Schools and Organisations
Young people spend as much as a third of their lives in a school or other educational institution. The environments and relationships that young people encounter at school, or in sports teams and youth groups have a massive effect on their mental well being. And the adults who deal with them – teachers, sports coaches, youth leaders – are also in a powerful position to help spot problems, and guide young people to the help they need.
Teachers, schools and other youth organisations promote emotional and social well being by creating a supportive environment and teaching their students life skills, such as problem solving and communication. Promoting mental health is also a form of prevention, as it can reduce the number of people who develop a mental health problem or illness.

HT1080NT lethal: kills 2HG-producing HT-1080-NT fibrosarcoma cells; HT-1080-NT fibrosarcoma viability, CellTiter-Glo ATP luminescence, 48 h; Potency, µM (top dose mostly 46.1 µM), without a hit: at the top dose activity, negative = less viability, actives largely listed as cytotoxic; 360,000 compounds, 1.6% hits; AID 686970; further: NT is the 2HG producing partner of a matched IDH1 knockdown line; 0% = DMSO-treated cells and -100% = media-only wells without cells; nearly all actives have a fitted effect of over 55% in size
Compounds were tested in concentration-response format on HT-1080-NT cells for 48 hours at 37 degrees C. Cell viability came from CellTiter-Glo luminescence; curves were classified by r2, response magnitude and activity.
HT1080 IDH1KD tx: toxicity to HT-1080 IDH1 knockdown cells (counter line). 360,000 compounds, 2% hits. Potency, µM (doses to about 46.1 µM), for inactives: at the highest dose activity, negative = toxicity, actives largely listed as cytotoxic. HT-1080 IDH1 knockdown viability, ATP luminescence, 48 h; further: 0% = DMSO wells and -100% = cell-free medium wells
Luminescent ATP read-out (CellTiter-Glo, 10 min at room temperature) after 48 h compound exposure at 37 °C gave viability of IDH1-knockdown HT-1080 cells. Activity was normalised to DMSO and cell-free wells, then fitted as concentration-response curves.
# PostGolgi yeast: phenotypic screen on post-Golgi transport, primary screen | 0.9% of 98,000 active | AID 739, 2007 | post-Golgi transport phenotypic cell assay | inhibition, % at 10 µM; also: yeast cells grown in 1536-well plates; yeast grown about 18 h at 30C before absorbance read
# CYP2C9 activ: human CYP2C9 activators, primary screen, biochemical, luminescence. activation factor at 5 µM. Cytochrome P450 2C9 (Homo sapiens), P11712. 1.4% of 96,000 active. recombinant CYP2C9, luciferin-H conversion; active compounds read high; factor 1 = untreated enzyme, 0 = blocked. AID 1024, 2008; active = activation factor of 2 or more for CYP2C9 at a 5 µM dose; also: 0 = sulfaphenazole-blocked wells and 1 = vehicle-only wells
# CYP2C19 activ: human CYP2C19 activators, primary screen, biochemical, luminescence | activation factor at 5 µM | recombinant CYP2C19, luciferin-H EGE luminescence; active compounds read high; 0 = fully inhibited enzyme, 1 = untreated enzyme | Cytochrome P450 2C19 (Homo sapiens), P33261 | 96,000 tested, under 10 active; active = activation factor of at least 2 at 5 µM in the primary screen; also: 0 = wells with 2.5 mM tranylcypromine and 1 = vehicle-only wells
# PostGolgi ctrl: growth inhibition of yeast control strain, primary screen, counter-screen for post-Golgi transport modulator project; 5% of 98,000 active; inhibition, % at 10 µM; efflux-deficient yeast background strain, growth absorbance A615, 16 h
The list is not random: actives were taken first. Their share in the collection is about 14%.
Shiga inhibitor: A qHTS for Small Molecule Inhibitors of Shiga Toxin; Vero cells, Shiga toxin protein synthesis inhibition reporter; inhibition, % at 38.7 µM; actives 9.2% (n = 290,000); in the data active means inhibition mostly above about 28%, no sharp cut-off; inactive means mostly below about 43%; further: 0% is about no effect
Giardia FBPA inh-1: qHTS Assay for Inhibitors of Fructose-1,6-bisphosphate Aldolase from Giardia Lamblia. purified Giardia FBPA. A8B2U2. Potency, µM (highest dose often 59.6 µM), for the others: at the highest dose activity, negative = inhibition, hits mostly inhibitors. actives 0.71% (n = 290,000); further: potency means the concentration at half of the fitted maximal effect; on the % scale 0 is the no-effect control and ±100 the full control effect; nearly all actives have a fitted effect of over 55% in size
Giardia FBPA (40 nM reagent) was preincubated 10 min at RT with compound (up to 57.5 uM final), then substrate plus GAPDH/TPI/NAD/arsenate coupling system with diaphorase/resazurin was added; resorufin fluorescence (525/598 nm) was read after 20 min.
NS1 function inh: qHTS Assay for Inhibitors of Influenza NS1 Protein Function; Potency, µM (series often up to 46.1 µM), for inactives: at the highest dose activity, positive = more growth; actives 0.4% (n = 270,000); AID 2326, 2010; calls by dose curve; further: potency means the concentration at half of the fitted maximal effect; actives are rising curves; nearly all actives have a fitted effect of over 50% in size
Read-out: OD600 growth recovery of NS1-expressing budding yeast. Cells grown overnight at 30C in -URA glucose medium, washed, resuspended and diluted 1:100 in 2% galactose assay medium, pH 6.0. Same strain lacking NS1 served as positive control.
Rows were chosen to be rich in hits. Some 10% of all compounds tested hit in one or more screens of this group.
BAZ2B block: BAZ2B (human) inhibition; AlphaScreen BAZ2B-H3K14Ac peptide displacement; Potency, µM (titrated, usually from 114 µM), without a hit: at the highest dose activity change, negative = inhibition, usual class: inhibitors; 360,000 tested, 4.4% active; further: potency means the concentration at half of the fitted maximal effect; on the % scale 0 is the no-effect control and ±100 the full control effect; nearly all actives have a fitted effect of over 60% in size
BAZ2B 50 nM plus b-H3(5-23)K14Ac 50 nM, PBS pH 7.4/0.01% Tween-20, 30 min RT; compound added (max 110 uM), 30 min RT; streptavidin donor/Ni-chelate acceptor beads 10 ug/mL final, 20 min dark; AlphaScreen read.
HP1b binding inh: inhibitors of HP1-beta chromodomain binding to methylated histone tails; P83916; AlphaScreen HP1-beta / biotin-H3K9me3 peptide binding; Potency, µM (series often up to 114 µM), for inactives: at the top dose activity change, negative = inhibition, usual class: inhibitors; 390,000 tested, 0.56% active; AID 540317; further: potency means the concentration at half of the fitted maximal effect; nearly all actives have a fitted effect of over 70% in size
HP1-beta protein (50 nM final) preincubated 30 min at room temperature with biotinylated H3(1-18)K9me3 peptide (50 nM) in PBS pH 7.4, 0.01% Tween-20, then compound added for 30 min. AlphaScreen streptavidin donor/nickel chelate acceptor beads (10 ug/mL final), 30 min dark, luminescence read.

Taking action when it's needed
Intervention refers to more specific action, such as seeking help for an individual, or introducing a programme for a group of people. Early Intervention means picking up early signs of a mental health problem and providing support before the situation worsens. For example, a teacher may become concerned about a student's emotional well being and refer them to a school counsellor.
The term intervention is also used about other mental health programmes, some of which may be offered through schools. A universal intervention promotes the mental health of everyone, such as a whole school programme to prevent bullying.
A selective intervention aims to prevent mental health problems in a particular group which may be at risk - for example, a support programme for people who have experienced bullying. An indicated intervention is about helping people who are showing early signs of a mental health problem, such as a programme for young people with behaviour problems, for example, anger.